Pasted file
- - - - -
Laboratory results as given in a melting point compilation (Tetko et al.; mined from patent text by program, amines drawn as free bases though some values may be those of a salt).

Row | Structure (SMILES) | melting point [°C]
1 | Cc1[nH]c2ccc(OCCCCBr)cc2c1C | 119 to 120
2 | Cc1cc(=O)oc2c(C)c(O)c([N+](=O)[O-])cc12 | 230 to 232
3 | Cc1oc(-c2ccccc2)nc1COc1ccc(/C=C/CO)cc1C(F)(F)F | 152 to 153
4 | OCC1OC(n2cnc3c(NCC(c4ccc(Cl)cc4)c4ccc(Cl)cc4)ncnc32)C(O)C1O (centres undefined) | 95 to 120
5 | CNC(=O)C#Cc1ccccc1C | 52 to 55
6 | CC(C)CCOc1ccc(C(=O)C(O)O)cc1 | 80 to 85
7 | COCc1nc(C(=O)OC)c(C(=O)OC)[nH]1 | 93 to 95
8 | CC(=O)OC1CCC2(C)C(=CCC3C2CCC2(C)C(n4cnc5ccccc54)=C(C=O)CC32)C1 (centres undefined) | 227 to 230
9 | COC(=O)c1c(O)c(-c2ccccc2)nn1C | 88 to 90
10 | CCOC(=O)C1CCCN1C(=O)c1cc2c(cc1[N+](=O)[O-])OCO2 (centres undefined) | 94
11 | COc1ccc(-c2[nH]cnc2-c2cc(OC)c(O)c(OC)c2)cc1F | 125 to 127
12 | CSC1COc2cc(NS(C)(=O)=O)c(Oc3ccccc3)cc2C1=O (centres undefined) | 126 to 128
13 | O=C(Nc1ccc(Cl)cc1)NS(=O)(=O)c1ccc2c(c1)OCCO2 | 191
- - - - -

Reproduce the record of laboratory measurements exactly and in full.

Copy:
Laboratory results as given in a melting point compilation (Tetko et al.; mined from patent text by program, amines drawn as free bases though some values may be those of a salt).

Row | Structure (SMILES) | melting point [°C]
1 | Cc1[nH]c2ccc(OCCCCBr)cc2c1C | 119 to 120
2 | Cc1cc(=O)oc2c(C)c(O)c([N+](=O)[O-])cc12 | 230 to 232
3 | Cc1oc(-c2ccccc2)nc1COc1ccc(/C=C/CO)cc1C(F)(F)F | 152 to 153
4 | OCC1OC(n2cnc3c(NCC(c4ccc(Cl)cc4)c4ccc(Cl)cc4)ncnc32)C(O)C1O (centres undefined) | 95 to 120
5 | CNC(=O)C#Cc1ccccc1C | 52 to 55
6 | CC(C)CCOc1ccc(C(=O)C(O)O)cc1 | 80 to 85
7 | COCc1nc(C(=O)OC)c(C(=O)OC)[nH]1 | 93 to 95
8 | CC(=O)OC1CCC2(C)C(=CCC3C2CCC2(C)C(n4cnc5ccccc54)=C(C=O)CC32)C1 (centres undefined) | 227 to 230
9 | COC(=O)c1c(O)c(-c2ccccc2)nn1C | 88 to 90
10 | CCOC(=O)C1CCCN1C(=O)c1cc2c(cc1[N+](=O)[O-])OCO2 (centres undefined) | 94
11 | COc1ccc(-c2[nH]cnc2-c2cc(OC)c(O)c(OC)c2)cc1F | 125 to 127
12 | CSC1COc2cc(NS(C)(=O)=O)c(Oc3ccccc3)cc2C1=O (centres undefined) | 126 to 128
13 | O=C(Nc1ccc(Cl)cc1)NS(=O)(=O)c1ccc2c(c1)OCCO2 | 191